The story so far: Mizukawa Asami plays Tsuyama Shio, a 30-year-old singleton way too obliging for her own good. Because her boss knows she won’t kick up a fuss, he has her transferred to an ailing branch office that no one with any career preservation instincts would dream of walking within a 10-mile radius.
Owing to her personality, Shio is forever alone — but not for much longer! Deciding to take charge of her life, she moves from her small lonely apartment into a shared tree house with Kawaki Tappei, an alien (yes, you read that right and no, she doesn’t know Oizumi Yo is from outer space) and a brooding ex-salaryman (Tanihara Shosuke) who may or may not have feelings for said extra-terrestrial. So cue lots of hilarity and hijinks, right?
Well, not exactly.
I’d love to tell you that this drama is pure crack and that you should bump it up your To Watch list asap. However despite the fact that I like Mizukawa and her roomies, this drama confuses me and by the end of episode two, I was starting to get really bored.
Where’s your focus, drama?
When I first read the synopsis of this drama, I thought it was going to be about Shio finding her groove back. The set-up in the first episode certainly doesn’t disabuse this notion, with Mizukawa turning in a sympathetic portrayal of a woman whose aversion to causing offense and fear of getting hurt have caused her to lead a safe albeit lonely life.
Early on, we’re also introduced to Sakurai Yukiya (Tanihara Shosuke), a man in the throes of a personal crisis. As we soon find out, his wife wants a divorce and has taken to raising their son on her own in the countryside. Whether this has anything to do with him quitting (or getting fired from) his job is unclear at the moment but what is obvious is that Yukiya is not the happiest camper around.
Because breathing costs money, he takes up a job as a cashier at the supermarket that Shio frequents. She is instantly smitten (partly because she hasn’t talked to a living male specimen outside her work place in ages.) He is oblivious to her existence.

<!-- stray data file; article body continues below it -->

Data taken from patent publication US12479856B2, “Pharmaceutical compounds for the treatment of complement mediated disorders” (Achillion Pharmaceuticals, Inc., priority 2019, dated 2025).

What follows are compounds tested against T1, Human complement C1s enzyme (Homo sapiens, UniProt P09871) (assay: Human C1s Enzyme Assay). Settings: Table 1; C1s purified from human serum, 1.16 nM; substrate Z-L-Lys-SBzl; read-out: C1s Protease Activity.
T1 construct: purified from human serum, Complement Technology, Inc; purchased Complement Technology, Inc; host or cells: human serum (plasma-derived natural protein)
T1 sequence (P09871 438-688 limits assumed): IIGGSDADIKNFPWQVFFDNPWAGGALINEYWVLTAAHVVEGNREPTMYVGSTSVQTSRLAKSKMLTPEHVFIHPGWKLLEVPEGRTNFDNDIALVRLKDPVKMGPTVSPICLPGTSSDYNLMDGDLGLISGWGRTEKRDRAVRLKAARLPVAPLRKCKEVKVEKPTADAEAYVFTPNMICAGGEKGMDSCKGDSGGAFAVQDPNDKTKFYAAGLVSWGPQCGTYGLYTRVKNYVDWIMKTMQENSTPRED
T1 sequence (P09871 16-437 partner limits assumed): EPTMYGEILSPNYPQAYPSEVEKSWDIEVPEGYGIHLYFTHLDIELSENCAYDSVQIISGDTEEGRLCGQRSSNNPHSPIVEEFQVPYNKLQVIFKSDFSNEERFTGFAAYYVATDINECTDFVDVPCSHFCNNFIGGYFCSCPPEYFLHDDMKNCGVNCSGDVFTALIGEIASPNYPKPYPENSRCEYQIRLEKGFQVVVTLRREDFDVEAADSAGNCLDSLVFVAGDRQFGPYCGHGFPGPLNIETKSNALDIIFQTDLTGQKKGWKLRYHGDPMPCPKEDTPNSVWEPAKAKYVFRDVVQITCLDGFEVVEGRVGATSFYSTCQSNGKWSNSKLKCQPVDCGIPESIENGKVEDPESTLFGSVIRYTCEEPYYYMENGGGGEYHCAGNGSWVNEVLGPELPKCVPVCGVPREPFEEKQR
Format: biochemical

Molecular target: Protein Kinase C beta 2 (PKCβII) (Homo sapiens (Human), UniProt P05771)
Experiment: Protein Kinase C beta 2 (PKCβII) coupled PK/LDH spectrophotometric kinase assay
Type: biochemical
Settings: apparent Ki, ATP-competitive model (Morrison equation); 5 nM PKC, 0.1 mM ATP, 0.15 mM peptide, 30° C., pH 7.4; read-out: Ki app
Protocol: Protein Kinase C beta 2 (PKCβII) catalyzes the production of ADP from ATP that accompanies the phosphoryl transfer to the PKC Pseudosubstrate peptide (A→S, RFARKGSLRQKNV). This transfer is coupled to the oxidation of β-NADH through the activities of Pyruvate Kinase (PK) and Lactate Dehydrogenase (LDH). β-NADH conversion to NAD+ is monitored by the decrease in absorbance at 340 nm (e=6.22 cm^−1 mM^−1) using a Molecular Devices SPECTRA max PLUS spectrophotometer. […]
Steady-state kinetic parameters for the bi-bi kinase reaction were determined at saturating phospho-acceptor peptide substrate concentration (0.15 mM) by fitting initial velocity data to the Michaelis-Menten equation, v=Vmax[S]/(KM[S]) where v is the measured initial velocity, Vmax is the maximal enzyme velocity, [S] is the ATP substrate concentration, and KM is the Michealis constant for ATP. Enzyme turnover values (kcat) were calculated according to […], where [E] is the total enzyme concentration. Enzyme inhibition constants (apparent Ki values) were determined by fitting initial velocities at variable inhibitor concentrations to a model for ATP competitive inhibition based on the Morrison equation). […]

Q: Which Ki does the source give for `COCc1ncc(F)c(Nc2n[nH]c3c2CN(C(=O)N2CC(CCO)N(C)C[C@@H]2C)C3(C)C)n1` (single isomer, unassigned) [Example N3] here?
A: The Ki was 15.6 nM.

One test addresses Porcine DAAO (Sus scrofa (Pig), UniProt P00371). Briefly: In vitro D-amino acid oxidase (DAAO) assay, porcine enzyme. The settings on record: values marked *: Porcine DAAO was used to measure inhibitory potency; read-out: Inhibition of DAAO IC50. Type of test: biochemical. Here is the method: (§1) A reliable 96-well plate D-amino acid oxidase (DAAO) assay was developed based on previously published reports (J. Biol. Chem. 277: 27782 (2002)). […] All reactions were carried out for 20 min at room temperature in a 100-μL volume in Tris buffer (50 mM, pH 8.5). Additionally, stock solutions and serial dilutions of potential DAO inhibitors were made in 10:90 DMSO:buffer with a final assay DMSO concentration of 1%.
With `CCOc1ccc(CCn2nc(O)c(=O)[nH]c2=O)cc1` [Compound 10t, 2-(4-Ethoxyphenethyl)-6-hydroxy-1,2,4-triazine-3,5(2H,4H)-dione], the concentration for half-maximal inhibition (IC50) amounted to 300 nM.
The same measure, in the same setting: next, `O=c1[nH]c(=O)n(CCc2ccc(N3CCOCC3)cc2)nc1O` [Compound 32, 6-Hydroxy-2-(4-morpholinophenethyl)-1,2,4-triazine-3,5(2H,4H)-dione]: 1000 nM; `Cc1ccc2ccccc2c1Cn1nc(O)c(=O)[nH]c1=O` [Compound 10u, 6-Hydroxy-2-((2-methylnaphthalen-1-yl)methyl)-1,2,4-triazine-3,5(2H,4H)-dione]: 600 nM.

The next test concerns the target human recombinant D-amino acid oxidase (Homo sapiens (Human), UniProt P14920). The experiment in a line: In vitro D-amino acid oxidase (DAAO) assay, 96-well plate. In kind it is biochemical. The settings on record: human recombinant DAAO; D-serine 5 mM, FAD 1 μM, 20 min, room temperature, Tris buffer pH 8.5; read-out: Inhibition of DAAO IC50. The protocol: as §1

All this might make Shio sound a little pathetic but it’s precisely this sad state of affairs that makes her realise that she needs to do something about her situation, which she does when she comes across a mysterious tree house that happens to be looking for tenants. So yay for taking that first step forward.
Of our three leads, Tappei is the one that requires you to suspend your disbelief the most. He’s basically an alien who can hear/feel the distress in people’s hearts…how he manages to get any sleep is beyond me but there you go. But I am willing to accept this fantastical scenario as long as the drama is able to make an adequate case for his decision to crash land on earth to help Shio out. I know she’s unhappy but given that she is living in a country with one of the highest suicide rates in the world, I’m pretty sure that there are other people who are having a rougher time. So why Shio?
As you can see, we have three characters, each of whom has an interesting story to tell. Unfortunately, Share House doesn’t seem to realise the potential it has in its hands.
The problem begins after Shio moves into the tree house and the tone of the drama changes. I get the feeling that it’s trying to be a wacky sitcom about the things that happen when you have a bunch of strangers living together. That’s the only reason I can think of to explain all the talk about house rules and why it’s spending so much time on peripheral and secondary characters that I could care less about. Case in point, the housemate with the hangup about her age in episode 1. Apart from wailing about her age and creating a lot of unnecessary noise, the only other thing she managed to do was make me wonder why she was taking up so much screen time when it could have been put to better use.